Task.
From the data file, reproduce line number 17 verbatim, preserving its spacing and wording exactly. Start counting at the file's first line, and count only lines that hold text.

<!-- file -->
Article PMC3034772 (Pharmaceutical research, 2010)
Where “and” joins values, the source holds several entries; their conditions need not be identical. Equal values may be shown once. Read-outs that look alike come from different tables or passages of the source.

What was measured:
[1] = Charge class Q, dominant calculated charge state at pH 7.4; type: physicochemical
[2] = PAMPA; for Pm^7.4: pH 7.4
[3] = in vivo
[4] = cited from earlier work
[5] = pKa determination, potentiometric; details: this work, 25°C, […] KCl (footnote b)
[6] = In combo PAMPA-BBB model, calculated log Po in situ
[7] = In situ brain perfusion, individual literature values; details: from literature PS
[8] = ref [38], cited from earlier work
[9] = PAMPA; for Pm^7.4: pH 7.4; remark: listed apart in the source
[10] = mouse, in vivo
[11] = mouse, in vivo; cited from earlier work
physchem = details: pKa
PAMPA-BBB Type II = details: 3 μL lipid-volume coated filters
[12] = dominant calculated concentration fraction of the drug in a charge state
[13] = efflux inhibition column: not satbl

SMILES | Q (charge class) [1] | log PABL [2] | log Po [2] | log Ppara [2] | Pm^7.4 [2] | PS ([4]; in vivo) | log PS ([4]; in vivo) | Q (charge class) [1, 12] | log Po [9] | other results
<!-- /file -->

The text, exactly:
[12] = dominant calculated concentration fraction of the drug in a charge state